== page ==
As the morning awoke in Aiguebelette, final preparations were underway for the last day of races of these Championships.
With dampened spirits lingering within the Canadian team after yesterday’s emotional ride, hopes were pinned on this afternoon’s remaining three races to provide an uplifting finale to the weeklong regatta.
The three crews contesting finals today included the women’s eight and single, both in the medal rounds, and the lightweight men’s four, which was attempting to secure tickets to the Rio Olympics next summer.
The Canadian women’s eight, made up of Lisa Roman, Cristy Nurse, Jennifer Martins, Ashley Brzozowicz, Christine Roper, Susanne Grainger, Natalie Mastracci, Lauren Wilkinson and coxswain Lesley Thompson-Willie, having won their heat at the beginning of the week, progressed directly to today’s final. Along with the United States, who won the other preliminary round, the two countries were favorites in today’s final.
The Canadians, gunning for gold, knew that they would have to dislodge their dominant southern neighbors, which would be no small feat. They would also have to keep the pesky Kiwis at bay, a crew that has been slowly encroaching into territory previously controlled by the North Americans.
The Canadians got off to a good start and settled into a solid, strong tempo.
“The boat felt powerful,” said Mastracci, 7-seat in the crew. “A strong rhythm was established right from the beginning and everyone was supporting each other in the crew.
By the midway marker, the Americans were leading, with the remaining crews in the field battling it out for second through sixth positions.
“The event has really become competitive,” explained Wilkinson (stroke seat) as she waited for the medal ceremony. “Everyone is so close, it’s great to see.”
The increasingly competitive field leaves no room for error, favoring consistency, something the women’s eight excels at.
Led by veteran coxswain Lesley Thompson-Willie, the crew crossed the line in the bronze medal position, winning Canada’s second medal at these Championships. The mighty Americans triumphed yet again, while the New-Zealanders eclipsed the Canadians for silver.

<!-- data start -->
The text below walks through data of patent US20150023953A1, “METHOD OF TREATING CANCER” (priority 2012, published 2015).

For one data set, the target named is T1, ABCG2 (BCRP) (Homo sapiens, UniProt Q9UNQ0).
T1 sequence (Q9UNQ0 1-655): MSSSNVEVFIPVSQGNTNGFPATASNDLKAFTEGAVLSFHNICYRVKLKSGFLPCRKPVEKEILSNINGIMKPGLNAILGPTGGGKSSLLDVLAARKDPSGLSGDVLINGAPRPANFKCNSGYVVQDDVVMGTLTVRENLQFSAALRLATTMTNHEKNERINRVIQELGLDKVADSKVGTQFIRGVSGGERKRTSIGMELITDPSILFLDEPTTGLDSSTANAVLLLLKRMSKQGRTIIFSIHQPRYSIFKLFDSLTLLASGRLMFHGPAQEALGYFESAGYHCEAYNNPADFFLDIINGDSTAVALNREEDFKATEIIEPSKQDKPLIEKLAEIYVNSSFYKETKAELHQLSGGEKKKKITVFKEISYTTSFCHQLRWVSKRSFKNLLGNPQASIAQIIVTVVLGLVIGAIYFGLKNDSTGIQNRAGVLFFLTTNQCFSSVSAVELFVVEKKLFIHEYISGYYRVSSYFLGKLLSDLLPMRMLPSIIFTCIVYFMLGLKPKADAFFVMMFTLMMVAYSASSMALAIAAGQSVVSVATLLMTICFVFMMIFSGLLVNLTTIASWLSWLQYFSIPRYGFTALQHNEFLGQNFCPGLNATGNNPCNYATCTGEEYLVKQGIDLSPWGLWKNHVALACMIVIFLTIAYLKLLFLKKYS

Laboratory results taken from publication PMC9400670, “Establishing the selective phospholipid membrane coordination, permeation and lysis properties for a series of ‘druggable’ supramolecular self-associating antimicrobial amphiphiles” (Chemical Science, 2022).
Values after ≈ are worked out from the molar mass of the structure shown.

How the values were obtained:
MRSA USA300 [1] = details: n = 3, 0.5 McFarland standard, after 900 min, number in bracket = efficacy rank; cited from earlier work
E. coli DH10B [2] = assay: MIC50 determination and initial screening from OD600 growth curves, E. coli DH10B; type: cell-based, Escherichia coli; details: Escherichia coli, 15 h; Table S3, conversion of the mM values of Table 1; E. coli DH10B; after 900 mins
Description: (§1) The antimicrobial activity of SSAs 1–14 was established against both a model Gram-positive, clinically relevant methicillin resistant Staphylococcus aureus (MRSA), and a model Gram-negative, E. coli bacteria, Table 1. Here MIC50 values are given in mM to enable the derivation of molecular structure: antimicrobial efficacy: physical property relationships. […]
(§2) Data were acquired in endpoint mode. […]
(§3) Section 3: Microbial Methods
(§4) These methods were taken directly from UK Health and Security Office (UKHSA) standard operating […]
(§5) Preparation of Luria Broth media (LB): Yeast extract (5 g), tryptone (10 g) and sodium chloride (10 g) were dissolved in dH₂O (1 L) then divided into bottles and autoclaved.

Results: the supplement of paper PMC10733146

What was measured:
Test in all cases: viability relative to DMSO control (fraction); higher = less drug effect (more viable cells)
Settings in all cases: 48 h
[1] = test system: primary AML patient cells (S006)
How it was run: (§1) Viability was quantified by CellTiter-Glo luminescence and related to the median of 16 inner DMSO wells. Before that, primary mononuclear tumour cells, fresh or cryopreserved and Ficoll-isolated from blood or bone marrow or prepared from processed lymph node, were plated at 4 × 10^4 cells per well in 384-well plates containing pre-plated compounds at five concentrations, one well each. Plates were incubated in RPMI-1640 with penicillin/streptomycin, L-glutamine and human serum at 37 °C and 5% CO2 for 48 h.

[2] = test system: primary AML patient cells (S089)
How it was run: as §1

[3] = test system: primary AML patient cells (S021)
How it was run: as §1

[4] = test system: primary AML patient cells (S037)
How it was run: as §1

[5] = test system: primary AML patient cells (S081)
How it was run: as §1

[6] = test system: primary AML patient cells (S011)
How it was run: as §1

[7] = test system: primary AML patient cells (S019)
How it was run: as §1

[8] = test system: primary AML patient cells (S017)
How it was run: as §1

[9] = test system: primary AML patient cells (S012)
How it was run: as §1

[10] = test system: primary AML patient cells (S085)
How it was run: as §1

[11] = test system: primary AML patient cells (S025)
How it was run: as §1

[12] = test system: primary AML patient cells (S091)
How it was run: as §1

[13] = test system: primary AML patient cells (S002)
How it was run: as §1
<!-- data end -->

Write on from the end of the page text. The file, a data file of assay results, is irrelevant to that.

Is gold still the goal for the Canadian women’s eight as they prepare for Brazil?
“Of course it is,” emphasized Wilkinson. “We use this as fuel to fire up the next twelve months of training.”
Mastracci reinforced her teammates sentiments.
“We go home, we support each other, and we work harder than we ever have before.”
Great Britain, Russia and The Netherlands rounded out the top six positions.
The next medal race for Canada implicated the 24-year-old powerhouse from Cambridge, Ontario, Carling Zeeman.
In spite of her inexperience racing the single at this level, the Canadian sculler demonstrated her potential this week and the bright future that lies ahead for this rising star.
Though Zeeman never challenged the leaders for a medal, she stayed with the group of rowers, an impressive task considering the field included both an Olympic champion and a bronze medalist from London.
“It was a tough race,” said Zeeman after being released from doping control. “I don’t like losing. But I have to keep it all in perspective. It was a wonderful opportunity to race these women. I do love the challenge.”
Zeeman crossed the line in sixth place, 4.95 seconds out of the bronze medal position. Australia, the Czech Republic and China won the gold, silver and bronze medals respectively.
The third and last race for Canada today was the lightweight men’s four.
The goal this afternoon for this crew was simple: qualify for the Olympics.
Canada won a bronze medal in this boat class at the 2008 Beijing Games, but was unable to qualify a crew for London 2012 four years later.
The foursome of Maxwell Lattimer, Brendan Hodge, Nicolas Pratt and Eric Woelfl, having had a sequence of consistent races this week, knew that securing tickets to Rio was within reach, but that it was going to be a fight all the way down the racecourse.
Following their semi-final two days ago, Pratt emphasized the importance of finding a good rhythm in the final, and maintaining it the length of the course.
The Canadian lightweights found that rhythm today. Sitting in fifth place for a majority of the 2000 meters, but never far off of the leaders, the crew established a sustainable, strong tempo that helped secure a qualification spot.
Lattimer, who sits in bow-seat, was happy with the way the crew was moving today.
“It felt really good the whole way down, but especially in the third quarter,” explained Lattimer. “We even started making up ground on the leaders.”
Crossing the finish line in fifth place, the foursome picked up the last qualifying spot in this event for Brazil. They finish with an overall world ranking of 11th position.
Canada ended the weeklong regatta with a pair of bronze medals, one in the women’s eight and the other in the legs/trunk/arms mixed coxed four. In addition, Canada qualified six crews for the Olympics and one crew for the Paralympics.
And thus concludes the 2015 edition of the World Rowing Championships from Aiguebelette, France.
The athletes will now have a brief respite from training before returning to their respective centers to resume preparations for the 2016 Olympic season.
Story and Photo from Rowing Canada | RowingCanada.org